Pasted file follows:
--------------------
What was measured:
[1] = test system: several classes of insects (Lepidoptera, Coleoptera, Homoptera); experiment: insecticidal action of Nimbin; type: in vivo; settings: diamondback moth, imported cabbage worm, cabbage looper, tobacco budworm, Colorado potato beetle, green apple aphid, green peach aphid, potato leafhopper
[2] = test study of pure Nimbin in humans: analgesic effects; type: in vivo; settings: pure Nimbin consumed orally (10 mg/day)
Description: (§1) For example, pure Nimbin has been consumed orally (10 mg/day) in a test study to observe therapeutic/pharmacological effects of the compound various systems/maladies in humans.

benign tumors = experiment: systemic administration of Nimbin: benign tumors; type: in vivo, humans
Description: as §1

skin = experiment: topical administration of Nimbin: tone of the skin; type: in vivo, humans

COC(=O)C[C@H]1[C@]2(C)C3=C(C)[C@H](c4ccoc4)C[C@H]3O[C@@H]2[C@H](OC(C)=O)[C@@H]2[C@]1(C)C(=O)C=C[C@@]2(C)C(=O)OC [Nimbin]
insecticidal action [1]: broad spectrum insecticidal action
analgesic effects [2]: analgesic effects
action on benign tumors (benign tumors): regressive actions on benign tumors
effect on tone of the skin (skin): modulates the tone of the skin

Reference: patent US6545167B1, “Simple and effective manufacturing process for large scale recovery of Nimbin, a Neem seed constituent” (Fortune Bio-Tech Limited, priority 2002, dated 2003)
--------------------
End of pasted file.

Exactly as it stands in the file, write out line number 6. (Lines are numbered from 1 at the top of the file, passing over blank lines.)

Description: as §1